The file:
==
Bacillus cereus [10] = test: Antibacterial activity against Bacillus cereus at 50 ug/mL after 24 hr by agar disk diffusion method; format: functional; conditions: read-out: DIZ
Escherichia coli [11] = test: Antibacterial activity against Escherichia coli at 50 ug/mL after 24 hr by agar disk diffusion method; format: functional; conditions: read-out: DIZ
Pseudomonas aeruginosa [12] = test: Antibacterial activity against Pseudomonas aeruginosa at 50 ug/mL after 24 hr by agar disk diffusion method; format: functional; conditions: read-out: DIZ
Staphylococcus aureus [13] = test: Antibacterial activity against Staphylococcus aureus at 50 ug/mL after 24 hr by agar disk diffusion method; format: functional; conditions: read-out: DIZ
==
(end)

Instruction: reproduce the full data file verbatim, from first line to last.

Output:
Bacillus cereus [10] = test: Antibacterial activity against Bacillus cereus at 50 ug/mL after 24 hr by agar disk diffusion method; format: functional; conditions: read-out: DIZ
Escherichia coli [11] = test: Antibacterial activity against Escherichia coli at 50 ug/mL after 24 hr by agar disk diffusion method; format: functional; conditions: read-out: DIZ
Pseudomonas aeruginosa [12] = test: Antibacterial activity against Pseudomonas aeruginosa at 50 ug/mL after 24 hr by agar disk diffusion method; format: functional; conditions: read-out: DIZ
Staphylococcus aureus [13] = test: Antibacterial activity against Staphylococcus aureus at 50 ug/mL after 24 hr by agar disk diffusion method; format: functional; conditions: read-out: DIZ